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Q&A: Judge Maurice E. Muir, Supreme Court Justice and Civil Court Judge in Queens County – QNS.com

Q&A: Judge Maurice E. Muir, Supreme Court Justice and Civil Court Judge in Queens County

Photo courtesy of the Hon. Maurice E. Muir, Supreme Court Justice and Civil Court Judge in Queens County.

BY DEAN MOSES

Schneps Media is sitting down with judges across the city’s court systems to discuss their roles and how they’ve changed in the age of COVID-19. This week’s interview is with the Hon. Maurice E. Muir, Supreme Court Justice and Civil Court Judge in Queens County.

Schneps Media:  Could you describe your duties as a judge?

Hon. Maurice E. Muir: As a Supreme Court judge, we are essentially rendering decisions in connection with various matters, which could include personal injury, contracts, mortgage foreclosures and so forth. 

SM: Are there any misconceptions people have about judges you would like to clear up?

MM: It’s just human nature — people are going to have their own opinions. I really try to focus on getting the decision right; that’s what is really important to me. That’s what a judge should really be doing: trying to get that decision right. For some reason or another, if the parties are not in agreement with the decision, they have the right to appeal. Judges are human beings like everyone else. 

SM: How has the position/proceedings changed during the pandemic?

MM: Right now, we are not doing jury trials or trials. A lot of our decisions happen to be done in writing and there are still motions that have to be resolved. The motions are being done electronically. We print out from the e-file system and render a decision. There are certain cases where we would have to speak to the parties virtually. Judges now have to become more sophisticated with technology. Whether it is through Skype Business or Microsoft Teams, we get the parties together to discuss the cases. 

SM: Have the technical advancements been an upgrade for the court system?

MM: I don’t necessarily agree with that. When you look at technology on a broad scale, it really means that there is less personalization. It also means that there are people losing their jobs. If a judge doesn’t have the benefit of seeing a person, assessing their credibility, whether they are parties or attorneys, then I think there are disadvantages along with the technological advantages. 

Also, I have to spend a little more time organizing things. You have to organize Skype meetings for the virtual case conferences. We had some time to catch up on motions since we are not doing trials and not spending inordinate amount of time speaking with attorneys personally. In the beginning, we had a chance during the pandemic closure (March, April, May, and the beginning to June) when motions were completely stopped, so it gave us time to catch up on the ones we already had.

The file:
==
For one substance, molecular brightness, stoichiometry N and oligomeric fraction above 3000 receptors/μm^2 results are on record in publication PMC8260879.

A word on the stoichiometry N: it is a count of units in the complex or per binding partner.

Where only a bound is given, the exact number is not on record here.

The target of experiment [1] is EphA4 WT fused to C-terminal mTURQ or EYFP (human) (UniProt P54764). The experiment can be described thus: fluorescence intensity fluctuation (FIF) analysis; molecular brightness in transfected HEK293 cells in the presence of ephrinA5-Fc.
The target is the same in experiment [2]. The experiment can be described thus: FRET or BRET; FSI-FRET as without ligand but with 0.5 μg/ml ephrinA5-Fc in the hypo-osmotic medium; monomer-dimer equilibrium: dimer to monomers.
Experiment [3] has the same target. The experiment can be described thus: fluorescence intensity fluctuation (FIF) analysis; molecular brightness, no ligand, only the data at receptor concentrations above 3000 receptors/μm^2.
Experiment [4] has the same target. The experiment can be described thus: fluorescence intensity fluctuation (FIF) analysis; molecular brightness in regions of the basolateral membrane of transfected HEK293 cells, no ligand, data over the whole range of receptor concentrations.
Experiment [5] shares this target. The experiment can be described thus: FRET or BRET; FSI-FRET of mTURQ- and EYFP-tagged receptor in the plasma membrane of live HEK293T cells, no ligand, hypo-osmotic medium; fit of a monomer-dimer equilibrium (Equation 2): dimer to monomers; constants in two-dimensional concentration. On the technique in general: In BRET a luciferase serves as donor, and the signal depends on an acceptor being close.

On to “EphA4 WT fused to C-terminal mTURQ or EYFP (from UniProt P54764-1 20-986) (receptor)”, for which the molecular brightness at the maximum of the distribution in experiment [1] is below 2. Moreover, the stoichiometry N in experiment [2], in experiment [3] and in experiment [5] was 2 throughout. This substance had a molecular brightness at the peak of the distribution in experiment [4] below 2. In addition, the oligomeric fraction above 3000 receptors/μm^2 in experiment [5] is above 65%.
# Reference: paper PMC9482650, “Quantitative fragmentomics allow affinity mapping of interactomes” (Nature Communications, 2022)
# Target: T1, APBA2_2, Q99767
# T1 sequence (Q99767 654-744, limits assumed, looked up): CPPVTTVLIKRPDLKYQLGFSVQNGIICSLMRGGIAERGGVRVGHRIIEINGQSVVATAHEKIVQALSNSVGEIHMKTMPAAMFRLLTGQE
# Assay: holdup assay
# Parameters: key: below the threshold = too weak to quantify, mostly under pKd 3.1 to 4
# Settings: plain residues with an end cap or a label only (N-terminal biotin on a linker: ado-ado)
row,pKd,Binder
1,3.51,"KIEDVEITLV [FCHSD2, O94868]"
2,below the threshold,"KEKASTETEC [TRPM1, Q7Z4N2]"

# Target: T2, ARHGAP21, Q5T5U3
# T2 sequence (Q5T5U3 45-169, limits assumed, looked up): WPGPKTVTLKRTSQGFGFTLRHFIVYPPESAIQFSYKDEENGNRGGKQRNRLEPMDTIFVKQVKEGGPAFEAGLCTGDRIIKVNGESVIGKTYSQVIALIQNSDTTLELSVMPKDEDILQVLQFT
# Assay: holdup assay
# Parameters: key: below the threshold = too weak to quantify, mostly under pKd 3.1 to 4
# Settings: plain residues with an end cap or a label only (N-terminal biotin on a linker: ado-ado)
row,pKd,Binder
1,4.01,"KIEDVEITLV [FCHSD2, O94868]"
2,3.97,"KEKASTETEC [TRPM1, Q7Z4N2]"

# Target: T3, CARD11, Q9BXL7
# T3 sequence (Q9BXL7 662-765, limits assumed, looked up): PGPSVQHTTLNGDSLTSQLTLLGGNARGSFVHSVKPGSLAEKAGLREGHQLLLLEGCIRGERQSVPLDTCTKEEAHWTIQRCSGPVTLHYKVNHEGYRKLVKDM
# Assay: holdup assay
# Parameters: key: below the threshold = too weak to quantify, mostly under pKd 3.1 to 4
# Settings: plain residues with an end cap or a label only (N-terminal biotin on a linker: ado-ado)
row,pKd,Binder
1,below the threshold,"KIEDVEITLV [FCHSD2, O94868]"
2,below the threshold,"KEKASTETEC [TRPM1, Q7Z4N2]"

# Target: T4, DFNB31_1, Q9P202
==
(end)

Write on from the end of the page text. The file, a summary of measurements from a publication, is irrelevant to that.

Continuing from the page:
SM: What does a motion entail? 

MM: A motion is where a party is seeking some sort of relief. Typically, the relief they are seeking is that they want a summary judgement motion (a ruling on whether or not there is a need for a trial), a motion for default judgment (where one of the parties failed to appear), or a motion for discovery (another party is not giving them what they are entitled to by law).  

SM: What are some of the most common problems you deal with at work?

MM: Initially, the problem since the pandemic was that you had to make sure you have your own laptop, desktop or printer, so you could do your decisions by e-file. Then again you have to organize things much more, track cases more electronically. 

Another problem is that some of the Pro Se parties (people representing themselves) need technology so that they can participate in the litigation. If they don’t have access to Skype or the electronically filed documents, I would envision that is a problem for them. The courts have to be flexible and make adjustments.  

SM: Is there a silver lining that you can find from the pandemic?

MM: I think that technology is really a double-edged sword. It has it has pros and cons. Nothing is perfect. 

SM: Are there some hobbies or pastimes you enjoy partaking in during your free time?  

MM: Well, because of COVID-19, I’ve been able to work on my gardening. Now, I can take a break, water my grass and plant flowers. I’ve planted a few rose bushes, and I’ve got a bunch of flowers lined up that I get to water. 

Gardening was something that I inherited from my father and I have tried to improve on it over the past 30 years. I’m still in the house I grew up in 50 years ago, so my father had planted a bunch of rose bushes around the fences. Over the years, some of those rose bushes died. So, I’ve replanted them all. 

I’ve also taken up more bike riding. When I was at home, after doing my conferences, I can get on my bike and do a couple of miles. 

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